The Callie Crossley Show

A production of  
  

Tue., September 20
Abattoir Rising

Abattoir Rising

Communities throughout the country- especially New England- have localized their food systems. Much of the emphasis in the locavore movement has been on locally grown fruits and veggies, and now there is shifting focus on localizing meat production. In order to do this, small local farms need the infrastructure to support them- USDA certified slaughterhouses, well-trained butchers, and meat packers. Unfortunately, there is not a strong enough slaughterhouse infrastructure in New England to support the burgeoning local meat market. This brings up all kinds of issues: from how overbooked slaughterhouses might compromise the ethical slaughter of farmers’ animals, to the basic economic issue of supply meeting demand.

Framingham State University professor Audrey Kali has set out to make a documentary film about the shortage of local slaughterhouses in New England, and how it is impacting the humane slaughter of animals. We talk with her about her work-in-progress, and with others about how the shortage of small slaughterhouses in New England is affecting their business. 

Guests:

Temple Grandin is a world-renowned designer of livestock handling facilities and a Professor of Animal Science at Colorado State University. The layout design of most slaughterhouses in the United States has been influenced by Temple’s work.

Audrey Kali is an Associate Professor of Communication at Framingham State University. She’s currently directing a film in production, "Abattoir Rising: The Missing Link Between Pasture and Plate". The film addresses how the shortage of local slaughterhouses is not only causing economic hardships for farmers, but is jeopardizing animal welfare.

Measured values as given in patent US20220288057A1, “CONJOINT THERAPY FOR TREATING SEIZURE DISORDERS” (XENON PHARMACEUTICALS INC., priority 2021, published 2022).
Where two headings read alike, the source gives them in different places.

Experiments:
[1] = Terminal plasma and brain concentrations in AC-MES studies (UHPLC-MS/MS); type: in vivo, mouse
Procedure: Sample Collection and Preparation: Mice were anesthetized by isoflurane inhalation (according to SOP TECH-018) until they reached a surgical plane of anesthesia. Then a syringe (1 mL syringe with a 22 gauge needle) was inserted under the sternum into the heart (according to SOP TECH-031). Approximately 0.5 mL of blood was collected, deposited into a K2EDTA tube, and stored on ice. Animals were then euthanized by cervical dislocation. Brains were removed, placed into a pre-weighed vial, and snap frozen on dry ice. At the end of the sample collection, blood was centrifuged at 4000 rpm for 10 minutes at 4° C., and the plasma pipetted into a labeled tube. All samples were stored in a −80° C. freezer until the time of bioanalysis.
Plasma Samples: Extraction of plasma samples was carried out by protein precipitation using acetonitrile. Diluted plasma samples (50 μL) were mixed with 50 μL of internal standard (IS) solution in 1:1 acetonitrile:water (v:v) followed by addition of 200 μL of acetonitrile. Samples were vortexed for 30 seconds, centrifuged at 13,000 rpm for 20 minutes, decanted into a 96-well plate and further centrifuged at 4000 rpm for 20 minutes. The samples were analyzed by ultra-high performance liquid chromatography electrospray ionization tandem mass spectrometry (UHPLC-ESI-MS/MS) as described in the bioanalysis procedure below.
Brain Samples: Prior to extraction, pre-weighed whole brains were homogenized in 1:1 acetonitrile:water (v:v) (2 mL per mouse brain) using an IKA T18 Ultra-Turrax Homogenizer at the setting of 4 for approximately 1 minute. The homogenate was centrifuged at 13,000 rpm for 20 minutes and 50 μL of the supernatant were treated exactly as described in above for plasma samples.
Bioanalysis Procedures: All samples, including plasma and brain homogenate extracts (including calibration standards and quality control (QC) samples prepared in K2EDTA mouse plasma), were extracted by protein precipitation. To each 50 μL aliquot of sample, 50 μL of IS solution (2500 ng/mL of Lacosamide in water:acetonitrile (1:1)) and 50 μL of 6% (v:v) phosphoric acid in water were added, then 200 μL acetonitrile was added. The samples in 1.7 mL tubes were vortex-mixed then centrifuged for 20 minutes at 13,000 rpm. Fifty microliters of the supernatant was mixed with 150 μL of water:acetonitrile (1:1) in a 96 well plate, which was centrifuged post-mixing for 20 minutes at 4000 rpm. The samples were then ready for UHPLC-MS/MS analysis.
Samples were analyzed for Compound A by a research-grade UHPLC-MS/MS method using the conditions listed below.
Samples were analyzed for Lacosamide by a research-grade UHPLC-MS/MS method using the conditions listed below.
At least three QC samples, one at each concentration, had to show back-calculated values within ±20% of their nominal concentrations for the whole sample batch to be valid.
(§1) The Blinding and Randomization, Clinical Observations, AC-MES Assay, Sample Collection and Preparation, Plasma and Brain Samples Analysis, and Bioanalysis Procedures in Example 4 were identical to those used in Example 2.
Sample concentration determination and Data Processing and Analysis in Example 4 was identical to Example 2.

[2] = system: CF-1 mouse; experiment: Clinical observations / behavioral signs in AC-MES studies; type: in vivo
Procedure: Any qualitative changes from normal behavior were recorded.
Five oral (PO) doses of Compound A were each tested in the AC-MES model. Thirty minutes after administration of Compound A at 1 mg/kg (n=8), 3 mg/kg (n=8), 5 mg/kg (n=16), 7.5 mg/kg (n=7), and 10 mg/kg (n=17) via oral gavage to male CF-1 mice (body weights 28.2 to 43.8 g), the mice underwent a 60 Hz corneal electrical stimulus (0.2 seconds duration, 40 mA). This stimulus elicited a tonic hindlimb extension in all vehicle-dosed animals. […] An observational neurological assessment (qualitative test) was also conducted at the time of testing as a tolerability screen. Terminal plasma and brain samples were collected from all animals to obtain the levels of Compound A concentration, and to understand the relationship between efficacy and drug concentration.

Jared Carter is the director of Rural Vermont, an advocacy organization for small farms.

Bruce Dawson is the owner and operator of Miles Smith Farm in Loudon, New Hampshire.
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ABOUT THE CALLIE CROSSLEY SHOW

Thursday, July 5, 2012       Listen 897
*Originally aired 11/02/12
Walter Mosley on The Last Days of Ptolemy Grey


Walter MosleyLate last year, Walter Mosley joined us to talk about his latest novel, The Last Days of Ptolemy Grey. Mosley’s protagonist, Ptolemy Grey, is an old, ailing recluse living in a dump of a cluttered apartment. His mind, on a downward spiral of dementia, is equally cluttered with a mashup of memories: the death of his wife, the lynching of a friend, his service in World War II. Then everything changes when he’s offered a Faustian bargain—a drug that will restore his brain in exchange for a shorter life. He takes the plunge, hoping mental clarity will help him solve a murder. Though Mosley may be best known for detective novels, his writing spans all genres: literary fiction, science fiction, crime and social commentary. In The Last Days of Ptolemy Grey, Mosely uses threads from all of these styles to tell the story of mortality and morality. 

GUEST:
  Walter Mosley: writer

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